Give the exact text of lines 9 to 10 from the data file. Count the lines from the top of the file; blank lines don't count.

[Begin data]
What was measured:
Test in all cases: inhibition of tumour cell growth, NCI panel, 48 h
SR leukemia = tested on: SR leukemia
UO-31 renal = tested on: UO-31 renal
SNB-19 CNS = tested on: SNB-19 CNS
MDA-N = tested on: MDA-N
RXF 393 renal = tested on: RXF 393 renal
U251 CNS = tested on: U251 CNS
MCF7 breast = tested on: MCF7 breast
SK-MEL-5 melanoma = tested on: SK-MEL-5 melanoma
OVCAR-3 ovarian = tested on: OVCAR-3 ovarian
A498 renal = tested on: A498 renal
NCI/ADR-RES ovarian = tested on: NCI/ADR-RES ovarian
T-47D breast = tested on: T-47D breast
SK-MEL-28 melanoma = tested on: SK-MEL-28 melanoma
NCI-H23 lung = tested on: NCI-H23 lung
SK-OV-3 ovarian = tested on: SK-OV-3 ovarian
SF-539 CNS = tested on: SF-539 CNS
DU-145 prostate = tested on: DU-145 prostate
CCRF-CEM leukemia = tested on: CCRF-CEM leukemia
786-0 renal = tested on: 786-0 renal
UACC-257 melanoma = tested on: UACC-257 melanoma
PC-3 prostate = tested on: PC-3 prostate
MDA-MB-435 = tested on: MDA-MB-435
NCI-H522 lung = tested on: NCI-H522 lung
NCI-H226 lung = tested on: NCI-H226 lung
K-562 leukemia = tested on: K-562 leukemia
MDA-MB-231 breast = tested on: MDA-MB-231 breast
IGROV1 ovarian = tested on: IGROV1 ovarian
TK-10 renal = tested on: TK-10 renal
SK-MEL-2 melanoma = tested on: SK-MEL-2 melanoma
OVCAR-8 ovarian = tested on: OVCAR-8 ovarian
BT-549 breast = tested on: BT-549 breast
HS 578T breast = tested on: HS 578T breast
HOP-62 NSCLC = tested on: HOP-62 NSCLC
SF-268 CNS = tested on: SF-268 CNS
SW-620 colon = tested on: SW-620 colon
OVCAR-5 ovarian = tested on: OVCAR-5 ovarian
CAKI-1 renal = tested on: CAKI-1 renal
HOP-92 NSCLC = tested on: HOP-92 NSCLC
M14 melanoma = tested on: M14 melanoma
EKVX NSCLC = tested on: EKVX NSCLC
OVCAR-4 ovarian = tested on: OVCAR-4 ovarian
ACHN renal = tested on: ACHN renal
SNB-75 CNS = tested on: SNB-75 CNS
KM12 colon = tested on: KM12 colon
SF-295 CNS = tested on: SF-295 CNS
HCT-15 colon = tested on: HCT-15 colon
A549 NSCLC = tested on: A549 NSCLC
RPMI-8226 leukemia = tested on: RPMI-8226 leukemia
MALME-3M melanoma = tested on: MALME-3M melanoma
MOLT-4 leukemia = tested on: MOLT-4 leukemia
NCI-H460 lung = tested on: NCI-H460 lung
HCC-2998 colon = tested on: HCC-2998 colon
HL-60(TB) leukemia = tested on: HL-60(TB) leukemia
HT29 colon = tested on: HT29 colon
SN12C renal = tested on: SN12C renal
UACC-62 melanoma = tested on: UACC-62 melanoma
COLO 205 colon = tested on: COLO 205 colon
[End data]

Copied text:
MCF7 breast = tested on: MCF7 breast
SK-MEL-5 melanoma = tested on: SK-MEL-5 melanoma